12 December 2017
On 12 December 2017 the European Mortgage Federation-European Covered Bond Council (EMF-ECBC) welcomed the announcement by the European Commission that it will consider amending capital charges for banks in order to boost green investments and loans, including green mortgages and green bonds.
Speaking at the One Planet Summit in Paris, organised to mark the two-year anniversary of the signature of the COP21 agreement on climate objectives, European Commission Vice-President Valdis Dombrovskis, responsible for Financial Markets, Financial Stability and the Capital Markets Union reminded delegates that the European Union is committed to reducing its carbon emissions by 40 percent by 2030. He went on to say that to reach this target, “… we will need around 180 billion euro in additional yearly low-carbon investments. This is well beyond the capacity of the public sector, so private capital will also need to play its part.”
To facilitate this mobilisation of private capital, Vice-President Dombrovskis noted that the European Commission will need to:
These were the motivations for the European Commission to establish the High-Level Expert Group on Sustainable Finance (HLEGSF), which is scheduled to deliver its final recommendations in January 2018 and based upon which the Commission will then present a detailed Action Plan in March 2018 to implement the recommendations.
Vice-President Dombrovskis suggested that this Action Plan will be founded on three central pillars:
On this third point, Vice-President Dombrovskis stated, “To incentivise lending, we are looking positively at the European Parliament’s proposal to amend capital charges for banks to boost green investments and loans by introducing a so-called green supporting factor. This could be done at first stage by lowering capital requirements for certain climate-friendly investments, such as energy-efficient mortgages or electric cars. We could model it on existing capital requirement adjustments for investments in SMEs or high-quality infrastructure projects.”
These intentions were echoed at the same day’s meeting of the Energy Efficiency Financial Institutions Group (EEFIG), also held in Paris, where Martin Koch, DG FISMA – European Commission, highlighted the need to define exactly what the term “Green Supporting Factor” means. To help do this, he signalled the parallel need for reliable data – which is currently scarce, and in this context, he noted the European Commission’s interest in and support for (via its Horizon 2020 programme) the EMF-ECBC led Energy efficiency Mortgages Action Plan (EeMAP) initiative and the soon to be launched Energy efficiency Data Portal & Protocol (EeDaPP) initiative. These projects, he noted, have the potential to lead the way in providing evidence demonstrating the existence of a de-risking set of data which would justify the amending of capital charges for green mortgages and green covered bonds.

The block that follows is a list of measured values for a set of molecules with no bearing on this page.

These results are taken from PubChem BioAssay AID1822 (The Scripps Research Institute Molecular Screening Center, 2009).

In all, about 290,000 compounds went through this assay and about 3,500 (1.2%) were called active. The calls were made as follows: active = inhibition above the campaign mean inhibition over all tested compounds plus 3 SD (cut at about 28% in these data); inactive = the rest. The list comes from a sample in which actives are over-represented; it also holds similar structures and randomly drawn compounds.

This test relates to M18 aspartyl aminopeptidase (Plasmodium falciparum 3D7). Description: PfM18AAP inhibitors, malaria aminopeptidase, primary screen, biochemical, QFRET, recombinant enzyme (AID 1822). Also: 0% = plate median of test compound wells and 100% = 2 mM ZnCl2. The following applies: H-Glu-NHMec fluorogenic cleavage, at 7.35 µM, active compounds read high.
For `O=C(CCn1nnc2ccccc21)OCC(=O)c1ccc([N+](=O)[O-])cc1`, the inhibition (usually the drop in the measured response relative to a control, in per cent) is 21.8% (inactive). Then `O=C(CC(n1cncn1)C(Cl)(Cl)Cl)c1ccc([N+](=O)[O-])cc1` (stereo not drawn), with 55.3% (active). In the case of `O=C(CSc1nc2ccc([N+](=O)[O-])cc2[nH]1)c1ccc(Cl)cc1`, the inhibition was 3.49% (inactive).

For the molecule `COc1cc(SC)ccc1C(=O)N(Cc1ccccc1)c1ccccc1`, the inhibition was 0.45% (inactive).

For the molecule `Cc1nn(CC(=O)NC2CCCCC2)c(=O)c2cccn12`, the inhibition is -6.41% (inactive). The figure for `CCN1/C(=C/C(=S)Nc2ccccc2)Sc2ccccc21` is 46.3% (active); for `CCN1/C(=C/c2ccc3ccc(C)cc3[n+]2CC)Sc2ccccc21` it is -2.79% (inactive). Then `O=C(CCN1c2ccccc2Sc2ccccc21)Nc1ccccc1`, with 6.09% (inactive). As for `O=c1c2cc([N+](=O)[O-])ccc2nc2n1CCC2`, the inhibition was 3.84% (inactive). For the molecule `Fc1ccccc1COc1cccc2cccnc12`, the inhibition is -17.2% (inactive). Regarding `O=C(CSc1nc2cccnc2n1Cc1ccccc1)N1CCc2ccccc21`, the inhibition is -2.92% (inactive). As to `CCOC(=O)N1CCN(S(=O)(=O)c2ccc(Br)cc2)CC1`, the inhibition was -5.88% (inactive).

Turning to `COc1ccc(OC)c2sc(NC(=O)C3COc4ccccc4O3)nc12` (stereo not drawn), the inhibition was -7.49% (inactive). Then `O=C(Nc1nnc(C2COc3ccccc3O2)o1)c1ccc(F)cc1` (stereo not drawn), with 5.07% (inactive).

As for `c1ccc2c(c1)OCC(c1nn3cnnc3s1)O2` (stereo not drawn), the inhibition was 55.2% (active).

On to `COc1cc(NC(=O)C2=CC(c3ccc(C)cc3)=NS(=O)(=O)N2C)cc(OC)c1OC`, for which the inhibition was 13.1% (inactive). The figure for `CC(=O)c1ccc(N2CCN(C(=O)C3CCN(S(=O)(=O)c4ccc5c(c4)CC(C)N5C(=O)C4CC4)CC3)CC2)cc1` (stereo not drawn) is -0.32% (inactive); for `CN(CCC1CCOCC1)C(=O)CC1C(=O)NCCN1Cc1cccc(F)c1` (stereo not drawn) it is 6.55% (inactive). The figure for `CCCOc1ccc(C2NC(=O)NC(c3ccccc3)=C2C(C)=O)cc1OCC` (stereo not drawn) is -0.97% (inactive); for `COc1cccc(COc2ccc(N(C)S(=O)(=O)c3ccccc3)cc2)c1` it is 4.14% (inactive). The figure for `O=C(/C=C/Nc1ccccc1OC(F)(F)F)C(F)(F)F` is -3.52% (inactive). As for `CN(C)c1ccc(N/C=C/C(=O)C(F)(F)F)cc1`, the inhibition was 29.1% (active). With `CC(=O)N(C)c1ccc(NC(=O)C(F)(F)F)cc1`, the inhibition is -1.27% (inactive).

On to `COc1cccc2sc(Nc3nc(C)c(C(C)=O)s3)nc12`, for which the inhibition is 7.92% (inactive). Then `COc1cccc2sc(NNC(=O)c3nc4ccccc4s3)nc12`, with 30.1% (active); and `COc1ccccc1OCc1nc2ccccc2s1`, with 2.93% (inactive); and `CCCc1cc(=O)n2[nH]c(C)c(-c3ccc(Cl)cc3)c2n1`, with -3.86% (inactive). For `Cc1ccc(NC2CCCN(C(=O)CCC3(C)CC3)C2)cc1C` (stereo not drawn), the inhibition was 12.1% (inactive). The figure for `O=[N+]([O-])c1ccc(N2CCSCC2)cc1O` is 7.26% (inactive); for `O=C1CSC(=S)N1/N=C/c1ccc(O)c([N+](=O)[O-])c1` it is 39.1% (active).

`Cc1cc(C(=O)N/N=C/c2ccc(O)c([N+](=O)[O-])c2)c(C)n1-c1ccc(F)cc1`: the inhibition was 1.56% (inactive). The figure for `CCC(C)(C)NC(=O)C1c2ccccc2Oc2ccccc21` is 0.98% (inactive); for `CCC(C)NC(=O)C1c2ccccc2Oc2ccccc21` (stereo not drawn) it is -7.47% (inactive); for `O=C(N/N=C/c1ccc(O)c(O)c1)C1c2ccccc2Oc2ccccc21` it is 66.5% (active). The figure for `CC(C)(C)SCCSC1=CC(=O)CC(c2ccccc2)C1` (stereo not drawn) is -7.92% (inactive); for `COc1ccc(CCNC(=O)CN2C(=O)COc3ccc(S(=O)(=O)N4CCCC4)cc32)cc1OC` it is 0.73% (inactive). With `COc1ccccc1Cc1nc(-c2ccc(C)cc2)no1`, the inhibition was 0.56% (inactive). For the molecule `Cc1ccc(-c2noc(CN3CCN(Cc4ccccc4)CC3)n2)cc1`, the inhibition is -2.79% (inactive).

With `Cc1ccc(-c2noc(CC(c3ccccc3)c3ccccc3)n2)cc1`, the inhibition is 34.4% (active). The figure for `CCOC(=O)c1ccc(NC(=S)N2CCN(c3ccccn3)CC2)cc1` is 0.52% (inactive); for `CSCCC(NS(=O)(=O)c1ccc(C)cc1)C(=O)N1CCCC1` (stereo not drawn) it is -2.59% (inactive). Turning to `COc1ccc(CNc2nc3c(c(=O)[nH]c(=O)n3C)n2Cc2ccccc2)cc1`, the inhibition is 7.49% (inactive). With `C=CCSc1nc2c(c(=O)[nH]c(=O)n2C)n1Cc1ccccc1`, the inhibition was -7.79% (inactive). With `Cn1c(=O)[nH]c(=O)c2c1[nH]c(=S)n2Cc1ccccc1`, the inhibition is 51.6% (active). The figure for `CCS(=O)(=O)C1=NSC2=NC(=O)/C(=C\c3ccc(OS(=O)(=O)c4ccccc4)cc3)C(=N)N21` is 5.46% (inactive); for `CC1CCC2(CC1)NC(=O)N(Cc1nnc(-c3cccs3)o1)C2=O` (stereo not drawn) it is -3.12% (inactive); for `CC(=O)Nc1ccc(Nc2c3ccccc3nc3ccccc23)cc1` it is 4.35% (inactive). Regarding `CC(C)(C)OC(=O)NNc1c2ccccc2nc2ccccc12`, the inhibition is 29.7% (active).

Commenting on the European Commission’s statements, Luca Bertalot, EMF-ECBC Secretary General and EeMAP and EeDaPP Coordinator, said:
“We welcome Vice-President Dombrovskis’ statement and, as a clear sign of our commitment to the EU’s energy and CMU agendas, we will continue to strongly support the Commission through the Energy Efficient Mortgages initiative (EeMAP and EeDaPP). Our sectors can play a game-changing role in helping the European Union to meet its COP21 commitments whilst maintaining their critical function of funding the continent’s real economy. The Paris events this week give a clear sign of the acceleration of the energy debate within the European banking industry and clearly demonstrate that we are at the dawn of a new and global energy efficiency revolution.”
The full text of Vice-President Dombrovskis’ statement to the One Planet Summit can be accessed here.